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Four ways the Microsoft-Litmus partnership may shake up B2B email marketing

Categories: Best Practice

105346-022_TMP_Microsoft-Litmus-blog-image2.jpgIt was announced this week that Litmus and Microsoft are forming an official partnership to improve the email experience for their Outlook and Mail App users, and this is likely to have a big effect on B2B email marketing.

For years the rendering engine in Outlook has limited the functionality of emails, which has prevented Outlook from displaying things in the way that other email clients can. This means that our ability to use creative and impactful content has been limited by Outlook. The partnership with Litmus, the leading email rendering company, is therefore likely to drastically expand the functionality of the emails we can use in our marketing.

Email marketing is one of the most effective channels for B2B marketers, and the majority of B2B prospects use Outlook as their email client. Therefore, any improvements in Outlook are likely to be very useful for those B2B marketers who can capitalise on them. For example:


Embedded video in emails

Outlook doesn’t currently support videos hosted directly in the email, but that might be about to change. Research shows that emails with videos can improve click-through rate by as much as 300%.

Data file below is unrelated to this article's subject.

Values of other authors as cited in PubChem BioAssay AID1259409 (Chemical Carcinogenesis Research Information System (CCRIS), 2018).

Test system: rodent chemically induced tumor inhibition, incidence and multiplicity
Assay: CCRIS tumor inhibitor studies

GIF images and animations

GIFs only display the first frame in Outlook, whereas proper animated GIFs have been shown to improve email performance. For example, Dell ran an email campaign with GIFs a couple of years ago that saw a 42% increase in click-through rate, and a 103% increase in conversion rate.


Interactive elements (kinetic email)

Emails could be much more engaging if we could include interactive elements. Depending on a where a user clicked, the email would move and adapt in response. On a basic level this would allow features like image carousels or live Twitter feeds, but there is massive scope for creative use of this function.


Data capture forms within emails

This is a little more ambitious, but potentially Microsoft could even allow us to use input forms within Outlook, so that users wouldn’t need to be redirected to a landing page.


Any of these new features would significantly broaden the horizons for B2B marketers. Email has always been a powerful channel, and if the Microsoft-Litmus partnership helps to increase its versatility, email is likely to be even more central to the marketing mix in future.

Obviously all these benefits depend on how Microsoft evolves the Outlook and Mail App platforms, and it will be up to B2B marketers to experiment, assess and decide which tools are most appropriate for their audience. But the move hopefully shows that Microsoft is committed to improving the user experience in Outlook, and we will be eagerly watching to find out what’s in store.

Posted by Nick Rowan | August 18, 2016